“DNS Performance and the Effectiveness of Caching” follows the networking tradition of collecting a great data set, and then using that data to draw some interesting and non-obvious conclusions about network behavior (see the BGP misconfiguration paper for another example of this approach).
This work is based on three separate network traces (two collected at MIT, one at KAIST in Korea). The authors recorded all outgoing DNS queries and received DNS responses, as well as all TCP connection start (SYN) and end (FIN, RST) packets for TCP flows originated inside the studied network. Only accounting for outgoing TCP flows means that they missed the effect of network services that perform DNS lookups in response to client activity (e.g. spam detection that does DNS resolution), but they found this only accounted for 10% of all DNS lookups.
In addition to their trace data, the authors performed some simulations based on the traces to measure the impact of changing various parameters (changes to average TTL, and the effects of shared caches).
The authors argue that decreasing the TTL of DNS address (“A”) records wouldn’t have much impact on the overall effectiveness of caching, due to the Zipfian distribution of host name lookups, and the fact that many cache hits for A records are tightly clustered together in time. If the inter-reference interval for a record is greater than the record’s TTL, caching will be ineffective for that record. They found that popular host names are accessed frequently enough that even a small TTL is sufficient, and that unpopular host names are accessed so infrequently that even with a large TTL, caching is ineffective. TTL values of a few minutes are sufficient to obtain most of the benefits of caching. Using a low TTL can be useful, because it allows changes to be propagated quickly; perhaps more importantly, it also enables new functionality, like DNS-based server selection and DNS support for mobile computing.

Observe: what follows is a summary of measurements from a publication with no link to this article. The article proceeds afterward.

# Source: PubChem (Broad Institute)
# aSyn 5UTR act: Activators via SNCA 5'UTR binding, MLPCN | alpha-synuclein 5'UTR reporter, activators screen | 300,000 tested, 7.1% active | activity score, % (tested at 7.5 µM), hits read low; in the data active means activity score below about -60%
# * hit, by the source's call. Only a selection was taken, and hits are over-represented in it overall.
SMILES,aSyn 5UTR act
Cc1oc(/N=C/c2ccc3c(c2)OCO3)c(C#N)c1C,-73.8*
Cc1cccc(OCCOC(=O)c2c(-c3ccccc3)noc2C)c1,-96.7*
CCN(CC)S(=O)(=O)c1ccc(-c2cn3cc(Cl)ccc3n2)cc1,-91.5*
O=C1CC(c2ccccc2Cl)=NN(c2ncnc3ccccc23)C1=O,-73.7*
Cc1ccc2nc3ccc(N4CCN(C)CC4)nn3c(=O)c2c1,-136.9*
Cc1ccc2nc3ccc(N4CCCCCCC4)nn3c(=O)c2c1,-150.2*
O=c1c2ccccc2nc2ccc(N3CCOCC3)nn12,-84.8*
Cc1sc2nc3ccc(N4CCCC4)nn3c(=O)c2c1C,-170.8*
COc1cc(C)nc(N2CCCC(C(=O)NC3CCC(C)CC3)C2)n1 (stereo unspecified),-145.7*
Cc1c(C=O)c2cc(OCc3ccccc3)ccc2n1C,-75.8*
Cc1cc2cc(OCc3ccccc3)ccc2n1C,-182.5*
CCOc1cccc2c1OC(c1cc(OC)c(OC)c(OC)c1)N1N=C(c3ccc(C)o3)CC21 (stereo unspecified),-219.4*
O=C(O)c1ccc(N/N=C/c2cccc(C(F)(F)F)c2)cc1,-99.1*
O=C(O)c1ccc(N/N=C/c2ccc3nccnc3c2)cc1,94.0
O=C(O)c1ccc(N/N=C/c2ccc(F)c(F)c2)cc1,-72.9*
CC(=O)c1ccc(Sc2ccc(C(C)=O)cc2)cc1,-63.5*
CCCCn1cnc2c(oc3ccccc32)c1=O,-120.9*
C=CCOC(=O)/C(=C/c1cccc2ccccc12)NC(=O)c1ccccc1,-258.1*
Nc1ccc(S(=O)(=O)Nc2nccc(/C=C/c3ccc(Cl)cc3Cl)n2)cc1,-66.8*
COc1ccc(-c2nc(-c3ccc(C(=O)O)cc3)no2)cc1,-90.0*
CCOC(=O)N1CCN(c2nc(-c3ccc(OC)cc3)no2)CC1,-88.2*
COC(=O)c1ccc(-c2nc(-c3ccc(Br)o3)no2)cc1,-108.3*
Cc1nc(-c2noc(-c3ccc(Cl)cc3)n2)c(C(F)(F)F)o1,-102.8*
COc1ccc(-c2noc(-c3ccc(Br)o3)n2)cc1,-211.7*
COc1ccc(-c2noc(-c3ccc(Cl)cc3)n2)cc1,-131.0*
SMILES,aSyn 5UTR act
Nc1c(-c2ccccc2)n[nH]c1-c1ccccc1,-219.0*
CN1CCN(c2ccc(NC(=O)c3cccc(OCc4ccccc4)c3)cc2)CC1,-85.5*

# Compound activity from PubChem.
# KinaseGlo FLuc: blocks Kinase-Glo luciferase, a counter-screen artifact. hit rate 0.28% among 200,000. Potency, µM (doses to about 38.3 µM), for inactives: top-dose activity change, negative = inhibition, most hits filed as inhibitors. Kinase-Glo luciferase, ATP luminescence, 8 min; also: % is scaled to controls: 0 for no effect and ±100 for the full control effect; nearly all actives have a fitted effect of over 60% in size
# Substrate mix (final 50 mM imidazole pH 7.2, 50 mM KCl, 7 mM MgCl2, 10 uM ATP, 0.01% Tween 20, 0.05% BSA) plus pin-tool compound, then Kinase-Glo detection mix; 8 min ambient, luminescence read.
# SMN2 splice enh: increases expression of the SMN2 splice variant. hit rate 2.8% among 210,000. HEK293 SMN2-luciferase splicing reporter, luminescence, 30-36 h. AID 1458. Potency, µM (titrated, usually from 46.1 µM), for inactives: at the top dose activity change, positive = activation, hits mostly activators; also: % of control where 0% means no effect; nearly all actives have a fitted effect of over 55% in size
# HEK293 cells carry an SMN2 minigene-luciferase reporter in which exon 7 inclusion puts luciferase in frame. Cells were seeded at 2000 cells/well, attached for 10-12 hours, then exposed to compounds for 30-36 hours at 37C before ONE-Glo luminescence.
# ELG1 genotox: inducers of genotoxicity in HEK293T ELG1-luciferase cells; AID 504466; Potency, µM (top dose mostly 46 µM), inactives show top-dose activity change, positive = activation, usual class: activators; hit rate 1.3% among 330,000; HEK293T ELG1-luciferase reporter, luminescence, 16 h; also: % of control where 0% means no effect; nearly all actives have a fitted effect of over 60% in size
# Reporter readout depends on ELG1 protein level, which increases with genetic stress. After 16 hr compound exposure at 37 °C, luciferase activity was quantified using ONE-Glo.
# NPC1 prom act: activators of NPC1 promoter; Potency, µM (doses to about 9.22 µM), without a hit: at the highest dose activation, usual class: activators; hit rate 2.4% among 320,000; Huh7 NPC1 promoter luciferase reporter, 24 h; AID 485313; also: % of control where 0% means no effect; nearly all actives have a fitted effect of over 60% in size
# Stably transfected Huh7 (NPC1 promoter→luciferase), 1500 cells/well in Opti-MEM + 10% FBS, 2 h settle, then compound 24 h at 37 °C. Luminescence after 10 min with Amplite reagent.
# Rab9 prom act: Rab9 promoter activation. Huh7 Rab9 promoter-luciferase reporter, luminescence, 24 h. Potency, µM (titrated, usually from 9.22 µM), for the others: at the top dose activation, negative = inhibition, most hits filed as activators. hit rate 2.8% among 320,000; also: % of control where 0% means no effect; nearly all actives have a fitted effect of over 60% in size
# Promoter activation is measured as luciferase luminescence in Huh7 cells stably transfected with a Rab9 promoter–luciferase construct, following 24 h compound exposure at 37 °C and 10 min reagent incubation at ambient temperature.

For similar reasons, the authors found that sharing a DNS cache among a large body of clients has only marginal utility once the number of clients increases above 10 or 20 — that is, the hit rate of a shared cache for ~1300 users was only very slightly higher than the hit rate for a cache shared among 20 clients.
In contrast, the authors found that caching for name server (“NS”) records was important, because NS records change rarely, and effective NS caching reduces traffic on the root name servers.
The paper argues that:
It is likely that DNS behavior is closely linked to Web traffic patterns, since most wide-area traffic is Web-related and Web connections are usually preceded by DNS lookups.
Given streaming video and peer-to-peer file sharing services like BitTorrent, it is probably no longer true that, by bandwidth, “most wide-area traffic is Web-related.” (This may still be true of flows, however.)
I thought this paper was interesting enough, but compared to other papers we’ve covered this semester, I didn’t get that much out of it: the interesting conclusions about the effectiveness of TTLs could be summarized without reading the entire paper. That said, this paper does present a good case study of how to do research that is driven by empirical data.